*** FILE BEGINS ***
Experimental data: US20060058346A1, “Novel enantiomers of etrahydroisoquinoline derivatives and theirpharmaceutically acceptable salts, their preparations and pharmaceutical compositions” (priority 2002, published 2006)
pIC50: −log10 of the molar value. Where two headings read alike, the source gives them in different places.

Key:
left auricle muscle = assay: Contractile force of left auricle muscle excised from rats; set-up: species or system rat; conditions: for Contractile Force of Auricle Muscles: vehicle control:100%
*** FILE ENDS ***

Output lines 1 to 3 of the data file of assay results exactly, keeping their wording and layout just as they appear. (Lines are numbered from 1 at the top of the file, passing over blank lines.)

Experimental data: US20060058346A1, “Novel enantiomers of etrahydroisoquinoline derivatives and theirpharmaceutically acceptable salts, their preparations and pharmaceutical compositions” (priority 2002, published 2006)
pIC50: −log10 of the molar value. Where two headings read alike, the source gives them in different places.

Key: